We all aspire to lead healthy, happy lives. In our quest for happiness, we humans do everything in our power to boost our contentment and stay away from negativity and pain. But most of us tend to overlook a very powerful tool: one that is already within us, completely free to use, and one of the most abundant and reliable sources of happiness: gratitude.
As Thanksgiving fast approaches, the subject of gratitude becomes popular again as the expectations ramp up for festive times spent with family and friends. It is easy to be grateful for only a few days out of the year; however, research shows that being thankful throughout the year can have tremendous benefits for your quality of life and health.
Read on for the scientific benefits of gratitude and how to look for more ways to give daily thanks in your life.
How gratitude can affect the body
Gratitude can change your brain. There is quite a bit of science behind gratitude – namely, that gratitude is a powerful tool than can actually change the neural pathways of your brain. Being thankful triggers the brain regions associated with the neurotransmitter dopamine. Dopamine feels so good to get that it is considered the “reward” neurotransmitter of our brains. But getting one hit of dopamine is usually never enough. Your brain will start to look for ways it can repeat the action to get more, which helps create a virtuous cycle. So, once you start recognizing things to be grateful for, your brain will actually start looking for more things to be grateful for – all for that boost of happiness.
Gratitude increases mental strength. For most of us, when life throws us an unexpected curveball, the last feeling we expect to feel is gratefulness. However, the science is there to show us we do. Even after a traumatic event such as an act of violence, terrorism or nature, studies have shown that those who survived it benefit from a greater appreciation of life. It’s not that the trauma disappears and gratitude takes its place – the aftermath of coping through difficult feelings will take time to heal, but often they are accompanied by a deep sense of thankfulness for life. Recognizing all you have to be grateful for – even during your worst and most low moments – can help foster strength and resiliency in all sorts of ways.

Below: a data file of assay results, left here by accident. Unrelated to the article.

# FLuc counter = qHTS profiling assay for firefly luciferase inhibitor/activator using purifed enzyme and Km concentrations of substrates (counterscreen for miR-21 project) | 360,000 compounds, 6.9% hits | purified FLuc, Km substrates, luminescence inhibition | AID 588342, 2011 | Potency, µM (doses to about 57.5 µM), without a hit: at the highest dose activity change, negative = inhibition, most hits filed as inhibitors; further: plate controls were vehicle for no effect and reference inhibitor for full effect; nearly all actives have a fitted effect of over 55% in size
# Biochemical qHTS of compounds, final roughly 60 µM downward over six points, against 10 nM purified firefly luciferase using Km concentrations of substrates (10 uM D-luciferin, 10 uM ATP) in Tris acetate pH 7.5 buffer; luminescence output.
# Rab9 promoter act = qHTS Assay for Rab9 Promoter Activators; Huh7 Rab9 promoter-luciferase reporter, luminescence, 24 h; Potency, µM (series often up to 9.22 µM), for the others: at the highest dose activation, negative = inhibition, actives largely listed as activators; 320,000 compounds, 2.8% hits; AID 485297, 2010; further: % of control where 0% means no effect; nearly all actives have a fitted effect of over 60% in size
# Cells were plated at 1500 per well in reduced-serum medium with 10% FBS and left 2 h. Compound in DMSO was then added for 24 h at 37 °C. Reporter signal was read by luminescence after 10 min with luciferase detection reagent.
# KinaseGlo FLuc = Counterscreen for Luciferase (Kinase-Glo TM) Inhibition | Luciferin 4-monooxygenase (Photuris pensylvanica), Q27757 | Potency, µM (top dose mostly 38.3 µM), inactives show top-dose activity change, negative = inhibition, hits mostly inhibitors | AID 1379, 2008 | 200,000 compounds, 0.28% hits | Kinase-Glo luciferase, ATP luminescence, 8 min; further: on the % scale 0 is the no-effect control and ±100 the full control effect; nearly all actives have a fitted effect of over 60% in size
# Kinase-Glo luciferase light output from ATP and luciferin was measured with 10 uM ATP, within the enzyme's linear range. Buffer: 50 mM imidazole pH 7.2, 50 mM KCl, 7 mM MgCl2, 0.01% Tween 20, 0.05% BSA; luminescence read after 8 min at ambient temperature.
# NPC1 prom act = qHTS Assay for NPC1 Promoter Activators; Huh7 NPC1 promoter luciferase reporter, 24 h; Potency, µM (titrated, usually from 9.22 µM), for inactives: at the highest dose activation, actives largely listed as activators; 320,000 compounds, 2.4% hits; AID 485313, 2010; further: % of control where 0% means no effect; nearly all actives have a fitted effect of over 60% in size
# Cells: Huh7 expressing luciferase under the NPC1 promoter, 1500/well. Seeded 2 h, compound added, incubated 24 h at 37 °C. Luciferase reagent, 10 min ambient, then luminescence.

Gratitude can help you get along with others. As social creatures, humans put an enormous amount of importance on cultivating successful and fulfilling relationships, be it with our coworkers, family, friends or romantic partners. But often times, we can take relationships for granted and forget to nourish them in a way that fosters growth. One easy fix: express your appreciation for others. Intentionally establishing an attitude of gratitude can help you feel more positively towards others, more supportive, and more willing to help people out without requiring anything in return. Gratitude can also help reduce toxic emotions, such as envy, frustration, anger and resentment. It sounds so simple, but sometimes just by telling another you are grateful, you can improve a relationship.
Ways to cultivate gratitude
Try creating a daily gratitude habit. During your day, find time to quietly identify any number of people, situations or things that you are grateful for, whether big or small. Try sticking with a certain number each day, such as 3, 5 or 10. Remember to give yourself the emotional space to set aside your daily concerns so you can feel centered and peaceful. You’ll find that often the things you are most grateful for aren’t material things, but the people you have in your life, your health, your ability to be there for others, and the wellbeing of those around you.
Express yourself. Make a point to express your honest thanks to someone that helps you – be it your barista, the bank teller, or the receptionist on the other end of the phone line. Make it a goal to thank someone for something specific each day.
Slow down and take time to reflect. Sometimes the key to being grateful is simply slowing down. During your busy day, try to find a moment to pause from the daily grind and acknowledge the ways others have helped you along in your journey.
Often, with our busy day-to-day lives, it can be hard to remember to thank people. We might feel grateful but we forget to express it, or we assume that the other person already knows how we feel. But we all have the ability and opportunity to be a little more thankful in our lives. The proof is in the pudding: gratitude can create a ripple effect of improved happiness, well-being, and positivity to help create a kinder world. Gratitude is the investment that never fails.
Be strong: Physically, mentally, financially.
Harvard Health Publishing. “Giving Thanks Can Make You Happier.” Harvard Health, www.health.harvard.edu/healthbeat/giving-thanks-can-make-you-happier.
Korb, Alex. “The Grateful Brain.” Psychology Today, Sussex Publishers, 20 Nov. 2012, www.psychologytoday.com/us/blog/prefrontal-nudity/201211/the-grateful-brain.